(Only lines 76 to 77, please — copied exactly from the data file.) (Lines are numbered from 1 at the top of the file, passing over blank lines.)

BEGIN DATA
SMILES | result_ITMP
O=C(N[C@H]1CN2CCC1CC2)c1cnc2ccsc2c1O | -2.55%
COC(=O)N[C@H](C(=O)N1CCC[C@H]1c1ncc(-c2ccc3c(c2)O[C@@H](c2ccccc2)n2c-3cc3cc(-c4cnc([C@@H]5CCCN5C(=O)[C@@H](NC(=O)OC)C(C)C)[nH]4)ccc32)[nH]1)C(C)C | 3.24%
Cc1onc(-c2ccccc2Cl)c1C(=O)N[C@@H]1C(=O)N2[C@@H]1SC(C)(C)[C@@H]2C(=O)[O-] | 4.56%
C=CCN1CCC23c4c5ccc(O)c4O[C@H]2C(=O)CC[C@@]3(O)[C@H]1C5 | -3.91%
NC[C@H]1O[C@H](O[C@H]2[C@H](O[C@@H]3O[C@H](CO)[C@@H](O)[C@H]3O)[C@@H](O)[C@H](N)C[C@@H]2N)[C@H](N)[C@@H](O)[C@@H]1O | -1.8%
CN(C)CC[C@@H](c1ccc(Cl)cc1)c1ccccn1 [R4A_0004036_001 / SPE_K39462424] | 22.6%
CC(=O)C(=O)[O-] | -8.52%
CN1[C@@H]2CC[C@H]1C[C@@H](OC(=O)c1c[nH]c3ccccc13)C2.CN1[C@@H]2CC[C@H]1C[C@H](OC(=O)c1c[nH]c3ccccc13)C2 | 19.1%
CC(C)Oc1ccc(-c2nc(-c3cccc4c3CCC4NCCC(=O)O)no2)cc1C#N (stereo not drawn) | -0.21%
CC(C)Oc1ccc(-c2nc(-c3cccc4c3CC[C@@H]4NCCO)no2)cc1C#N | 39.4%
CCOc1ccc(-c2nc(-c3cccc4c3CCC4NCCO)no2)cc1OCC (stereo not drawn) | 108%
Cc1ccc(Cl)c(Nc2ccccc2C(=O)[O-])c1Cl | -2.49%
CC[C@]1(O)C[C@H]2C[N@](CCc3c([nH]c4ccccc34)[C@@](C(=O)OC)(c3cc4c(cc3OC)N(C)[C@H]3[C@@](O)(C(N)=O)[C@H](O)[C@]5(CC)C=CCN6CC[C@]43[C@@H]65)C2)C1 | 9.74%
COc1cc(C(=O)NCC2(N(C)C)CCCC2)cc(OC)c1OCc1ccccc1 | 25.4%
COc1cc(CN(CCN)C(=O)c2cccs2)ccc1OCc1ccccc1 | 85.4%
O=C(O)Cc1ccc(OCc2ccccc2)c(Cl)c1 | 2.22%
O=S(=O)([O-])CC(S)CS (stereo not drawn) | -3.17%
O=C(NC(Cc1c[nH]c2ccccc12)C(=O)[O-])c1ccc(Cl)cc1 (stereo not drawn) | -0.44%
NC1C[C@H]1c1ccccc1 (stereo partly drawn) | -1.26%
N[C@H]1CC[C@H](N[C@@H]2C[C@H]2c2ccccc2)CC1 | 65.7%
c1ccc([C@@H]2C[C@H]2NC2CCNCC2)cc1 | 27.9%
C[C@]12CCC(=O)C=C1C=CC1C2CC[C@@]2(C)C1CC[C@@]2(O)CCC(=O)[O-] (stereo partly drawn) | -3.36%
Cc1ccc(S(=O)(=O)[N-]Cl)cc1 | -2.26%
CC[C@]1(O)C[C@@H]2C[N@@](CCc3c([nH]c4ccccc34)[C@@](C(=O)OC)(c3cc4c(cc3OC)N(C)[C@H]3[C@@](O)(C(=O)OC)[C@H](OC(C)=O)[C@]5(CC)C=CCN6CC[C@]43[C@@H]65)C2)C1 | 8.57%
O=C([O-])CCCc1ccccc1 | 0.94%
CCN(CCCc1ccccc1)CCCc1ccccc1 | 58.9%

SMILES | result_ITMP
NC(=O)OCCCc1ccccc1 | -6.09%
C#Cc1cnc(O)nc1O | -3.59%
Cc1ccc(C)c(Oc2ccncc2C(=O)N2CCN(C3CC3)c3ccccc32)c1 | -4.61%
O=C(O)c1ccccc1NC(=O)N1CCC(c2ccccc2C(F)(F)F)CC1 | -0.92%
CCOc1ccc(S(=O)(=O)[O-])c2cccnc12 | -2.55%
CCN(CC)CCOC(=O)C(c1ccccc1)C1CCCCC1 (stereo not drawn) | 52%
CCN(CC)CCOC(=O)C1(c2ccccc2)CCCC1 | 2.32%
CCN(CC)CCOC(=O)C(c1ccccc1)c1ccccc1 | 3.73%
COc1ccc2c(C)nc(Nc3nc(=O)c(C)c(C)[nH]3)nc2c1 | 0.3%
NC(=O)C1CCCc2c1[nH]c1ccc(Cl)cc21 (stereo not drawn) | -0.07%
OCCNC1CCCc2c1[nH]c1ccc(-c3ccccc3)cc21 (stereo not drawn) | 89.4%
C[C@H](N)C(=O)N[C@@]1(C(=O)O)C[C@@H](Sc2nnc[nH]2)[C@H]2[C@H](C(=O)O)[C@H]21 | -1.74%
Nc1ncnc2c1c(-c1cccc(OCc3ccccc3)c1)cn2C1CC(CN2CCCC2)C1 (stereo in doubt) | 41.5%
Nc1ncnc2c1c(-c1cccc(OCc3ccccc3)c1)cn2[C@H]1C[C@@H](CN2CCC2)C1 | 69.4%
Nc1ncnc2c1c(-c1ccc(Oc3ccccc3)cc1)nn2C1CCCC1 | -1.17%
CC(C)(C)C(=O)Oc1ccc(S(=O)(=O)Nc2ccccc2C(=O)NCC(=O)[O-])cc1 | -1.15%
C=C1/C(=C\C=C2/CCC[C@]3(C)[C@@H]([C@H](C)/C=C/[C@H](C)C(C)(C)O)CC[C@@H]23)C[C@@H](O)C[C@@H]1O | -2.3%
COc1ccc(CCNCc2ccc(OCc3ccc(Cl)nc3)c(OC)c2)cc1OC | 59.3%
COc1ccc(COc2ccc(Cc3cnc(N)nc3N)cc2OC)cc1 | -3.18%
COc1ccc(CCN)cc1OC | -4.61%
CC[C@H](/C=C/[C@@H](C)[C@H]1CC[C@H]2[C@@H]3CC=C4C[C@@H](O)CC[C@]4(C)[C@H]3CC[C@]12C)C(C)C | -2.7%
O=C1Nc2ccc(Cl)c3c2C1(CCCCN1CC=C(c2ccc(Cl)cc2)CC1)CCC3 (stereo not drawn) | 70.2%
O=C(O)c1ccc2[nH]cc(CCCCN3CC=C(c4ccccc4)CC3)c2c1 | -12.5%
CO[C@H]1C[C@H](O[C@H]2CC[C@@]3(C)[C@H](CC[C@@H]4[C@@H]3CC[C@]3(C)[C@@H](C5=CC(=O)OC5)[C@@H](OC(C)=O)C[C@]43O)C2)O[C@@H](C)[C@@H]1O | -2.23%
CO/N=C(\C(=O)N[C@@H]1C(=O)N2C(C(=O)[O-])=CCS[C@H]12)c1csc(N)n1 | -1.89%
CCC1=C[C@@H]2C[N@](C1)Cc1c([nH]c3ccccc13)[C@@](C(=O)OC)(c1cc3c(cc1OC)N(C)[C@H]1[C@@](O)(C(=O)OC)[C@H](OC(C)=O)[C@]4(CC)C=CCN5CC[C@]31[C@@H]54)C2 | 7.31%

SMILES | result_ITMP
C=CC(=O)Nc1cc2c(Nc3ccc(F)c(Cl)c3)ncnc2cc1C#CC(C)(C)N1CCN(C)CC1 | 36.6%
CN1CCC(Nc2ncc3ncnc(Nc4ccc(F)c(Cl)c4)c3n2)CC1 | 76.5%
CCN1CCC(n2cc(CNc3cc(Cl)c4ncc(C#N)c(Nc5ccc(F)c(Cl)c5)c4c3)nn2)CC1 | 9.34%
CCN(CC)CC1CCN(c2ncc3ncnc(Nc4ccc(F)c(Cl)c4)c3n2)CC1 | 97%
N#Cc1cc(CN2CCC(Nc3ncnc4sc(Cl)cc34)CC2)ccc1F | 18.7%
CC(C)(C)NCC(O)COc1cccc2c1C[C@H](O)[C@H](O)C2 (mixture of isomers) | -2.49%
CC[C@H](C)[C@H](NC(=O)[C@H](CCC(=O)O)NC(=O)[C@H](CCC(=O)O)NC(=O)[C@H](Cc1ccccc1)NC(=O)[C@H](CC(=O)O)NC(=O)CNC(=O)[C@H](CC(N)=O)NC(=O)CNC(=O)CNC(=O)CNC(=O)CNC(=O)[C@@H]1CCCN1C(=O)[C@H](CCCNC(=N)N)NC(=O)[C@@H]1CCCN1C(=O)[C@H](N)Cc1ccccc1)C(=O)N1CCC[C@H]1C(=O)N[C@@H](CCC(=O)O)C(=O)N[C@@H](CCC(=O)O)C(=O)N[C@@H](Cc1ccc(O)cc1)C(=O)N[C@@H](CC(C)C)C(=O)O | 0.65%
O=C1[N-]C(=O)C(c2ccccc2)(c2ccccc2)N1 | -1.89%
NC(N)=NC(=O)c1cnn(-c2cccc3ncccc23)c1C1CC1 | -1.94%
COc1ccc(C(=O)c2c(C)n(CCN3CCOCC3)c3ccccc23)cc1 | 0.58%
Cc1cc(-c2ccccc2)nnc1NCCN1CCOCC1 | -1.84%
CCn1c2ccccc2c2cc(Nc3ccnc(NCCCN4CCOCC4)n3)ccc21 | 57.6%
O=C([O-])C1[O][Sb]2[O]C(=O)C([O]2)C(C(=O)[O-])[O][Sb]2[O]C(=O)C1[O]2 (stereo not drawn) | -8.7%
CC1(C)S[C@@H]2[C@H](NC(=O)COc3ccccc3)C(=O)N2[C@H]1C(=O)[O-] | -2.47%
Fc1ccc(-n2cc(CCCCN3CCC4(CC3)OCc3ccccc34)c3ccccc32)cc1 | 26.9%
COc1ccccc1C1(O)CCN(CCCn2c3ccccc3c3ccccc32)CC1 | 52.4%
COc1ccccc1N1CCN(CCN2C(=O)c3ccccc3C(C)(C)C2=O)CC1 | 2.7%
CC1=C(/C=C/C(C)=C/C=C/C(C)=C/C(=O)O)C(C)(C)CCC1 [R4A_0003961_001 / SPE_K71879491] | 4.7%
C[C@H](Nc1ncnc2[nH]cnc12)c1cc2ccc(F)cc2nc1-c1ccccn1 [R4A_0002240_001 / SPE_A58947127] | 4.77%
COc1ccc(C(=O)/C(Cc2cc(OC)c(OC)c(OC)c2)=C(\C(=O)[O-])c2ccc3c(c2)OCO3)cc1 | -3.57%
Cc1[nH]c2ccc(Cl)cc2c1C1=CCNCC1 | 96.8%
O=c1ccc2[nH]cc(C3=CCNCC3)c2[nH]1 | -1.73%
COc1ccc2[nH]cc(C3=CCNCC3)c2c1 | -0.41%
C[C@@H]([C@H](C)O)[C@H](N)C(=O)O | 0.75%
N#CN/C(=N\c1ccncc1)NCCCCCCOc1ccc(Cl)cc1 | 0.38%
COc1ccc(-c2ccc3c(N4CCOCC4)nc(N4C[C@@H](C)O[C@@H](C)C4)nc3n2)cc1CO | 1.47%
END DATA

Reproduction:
Cc1[nH]c2ccc(Cl)cc2c1C1=CCNCC1 | 96.8%
O=c1ccc2[nH]cc(C3=CCNCC3)c2[nH]1 | -1.73%